Sound off: WikiLeaks
“It's unfortunate that systems we build and deploy today – from cell phones to clouds – are so vulnerable to attack. Fortunately, American citizens are protected by law from wire-tapping and other forms of surveillance by U.S. intelligence agencies. “But we're not protected from such attacks by foreign powers, and I see no reason that foreign intelligence agencies wouldn't be capable of building the same kinds of attack tools that were just revealed. The U.S. doesn't have a monopoly on top security expertise, after all. Better systems would be the only way to protect against those attacks. “Given that we don't invest in building more-secure systems and that the vulnerabilities exist, the loss of capability for the U.S. from these disclosures is unfortunate; it diminishes U.S. capabilities for intelligence gathering, and such information has proved useful in forming foreign policy and in focusing defense investments."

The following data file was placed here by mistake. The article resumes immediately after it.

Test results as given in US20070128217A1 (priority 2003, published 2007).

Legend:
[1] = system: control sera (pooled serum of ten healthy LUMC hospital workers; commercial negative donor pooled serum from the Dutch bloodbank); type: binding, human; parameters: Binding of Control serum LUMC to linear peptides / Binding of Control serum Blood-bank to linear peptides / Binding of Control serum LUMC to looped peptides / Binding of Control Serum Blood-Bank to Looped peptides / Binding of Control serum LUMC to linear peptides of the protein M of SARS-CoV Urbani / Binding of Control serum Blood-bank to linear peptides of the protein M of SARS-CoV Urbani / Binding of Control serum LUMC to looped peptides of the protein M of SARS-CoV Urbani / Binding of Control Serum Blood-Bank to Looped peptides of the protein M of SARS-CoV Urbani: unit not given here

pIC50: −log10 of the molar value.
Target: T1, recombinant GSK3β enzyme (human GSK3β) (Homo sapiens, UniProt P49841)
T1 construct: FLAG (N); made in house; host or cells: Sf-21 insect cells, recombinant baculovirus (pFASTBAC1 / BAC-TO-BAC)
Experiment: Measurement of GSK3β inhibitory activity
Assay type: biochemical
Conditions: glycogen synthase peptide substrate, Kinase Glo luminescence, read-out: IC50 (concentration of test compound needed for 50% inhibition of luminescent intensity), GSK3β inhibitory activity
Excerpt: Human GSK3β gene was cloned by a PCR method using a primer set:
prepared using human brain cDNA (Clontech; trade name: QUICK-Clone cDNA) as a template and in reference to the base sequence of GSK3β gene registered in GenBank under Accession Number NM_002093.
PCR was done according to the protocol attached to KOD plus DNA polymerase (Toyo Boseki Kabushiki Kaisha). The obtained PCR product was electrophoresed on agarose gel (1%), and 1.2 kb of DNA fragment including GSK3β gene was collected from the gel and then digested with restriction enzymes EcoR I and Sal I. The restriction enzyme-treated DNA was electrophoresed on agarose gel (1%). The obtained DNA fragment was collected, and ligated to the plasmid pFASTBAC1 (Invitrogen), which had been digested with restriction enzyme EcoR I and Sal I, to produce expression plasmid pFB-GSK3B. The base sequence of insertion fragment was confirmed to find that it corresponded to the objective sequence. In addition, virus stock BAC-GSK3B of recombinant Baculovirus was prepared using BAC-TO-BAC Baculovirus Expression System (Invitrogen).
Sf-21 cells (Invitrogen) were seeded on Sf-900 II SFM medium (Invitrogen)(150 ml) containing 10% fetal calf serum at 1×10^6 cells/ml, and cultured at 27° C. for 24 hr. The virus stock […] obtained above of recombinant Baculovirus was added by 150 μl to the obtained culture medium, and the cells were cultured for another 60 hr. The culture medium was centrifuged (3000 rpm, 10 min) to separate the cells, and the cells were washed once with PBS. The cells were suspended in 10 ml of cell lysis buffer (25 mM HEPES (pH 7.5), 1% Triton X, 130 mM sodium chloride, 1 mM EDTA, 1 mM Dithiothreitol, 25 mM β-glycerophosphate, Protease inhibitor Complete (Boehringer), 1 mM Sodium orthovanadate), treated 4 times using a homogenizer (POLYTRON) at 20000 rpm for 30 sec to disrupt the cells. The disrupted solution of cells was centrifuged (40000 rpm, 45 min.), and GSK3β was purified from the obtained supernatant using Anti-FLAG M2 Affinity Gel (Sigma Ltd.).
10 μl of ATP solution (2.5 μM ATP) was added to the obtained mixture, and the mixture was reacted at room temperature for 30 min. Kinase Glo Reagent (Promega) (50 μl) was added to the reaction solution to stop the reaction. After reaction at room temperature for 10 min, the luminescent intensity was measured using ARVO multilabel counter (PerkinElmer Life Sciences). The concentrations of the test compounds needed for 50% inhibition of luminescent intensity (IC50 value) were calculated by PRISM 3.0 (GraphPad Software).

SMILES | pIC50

WikiLeaks published thousands of documents this week, detailing tools the CIA allegedly uses to hack into smartphones, computers and other electronic devices. Fred Schneider is a Cornell University computer science professor who researches trustworthy computing and public policy, and co-chairs the Cybersecurity Working Group at Cornell. Schneider cautions that without the investment in more-secure systems, American citizens are vulnerable to cyber attacks by foreign powers.